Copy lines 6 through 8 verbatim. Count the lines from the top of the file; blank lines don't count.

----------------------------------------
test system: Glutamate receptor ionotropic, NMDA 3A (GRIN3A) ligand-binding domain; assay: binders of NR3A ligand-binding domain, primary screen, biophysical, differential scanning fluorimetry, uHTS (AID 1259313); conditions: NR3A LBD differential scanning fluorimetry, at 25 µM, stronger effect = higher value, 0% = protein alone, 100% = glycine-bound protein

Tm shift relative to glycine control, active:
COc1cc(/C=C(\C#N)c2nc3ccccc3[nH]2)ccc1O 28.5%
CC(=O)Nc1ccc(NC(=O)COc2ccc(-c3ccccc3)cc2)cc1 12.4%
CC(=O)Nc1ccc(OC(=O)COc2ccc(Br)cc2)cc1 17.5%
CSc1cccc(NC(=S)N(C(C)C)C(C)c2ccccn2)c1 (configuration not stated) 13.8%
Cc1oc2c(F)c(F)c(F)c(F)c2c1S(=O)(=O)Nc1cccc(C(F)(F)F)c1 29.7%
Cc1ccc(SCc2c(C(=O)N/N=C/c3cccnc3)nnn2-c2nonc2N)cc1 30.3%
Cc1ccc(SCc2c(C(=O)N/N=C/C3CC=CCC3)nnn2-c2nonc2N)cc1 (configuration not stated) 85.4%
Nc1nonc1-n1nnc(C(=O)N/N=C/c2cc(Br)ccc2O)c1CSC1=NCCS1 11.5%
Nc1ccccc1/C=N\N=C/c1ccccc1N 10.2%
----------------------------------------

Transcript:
CSc1cccc(NC(=S)N(C(C)C)C(C)c2ccccn2)c1 (configuration not stated) 13.8%
Cc1oc2c(F)c(F)c(F)c(F)c2c1S(=O)(=O)Nc1cccc(C(F)(F)F)c1 29.7%
Cc1ccc(SCc2c(C(=O)N/N=C/c3cccnc3)nnn2-c2nonc2N)cc1 30.3%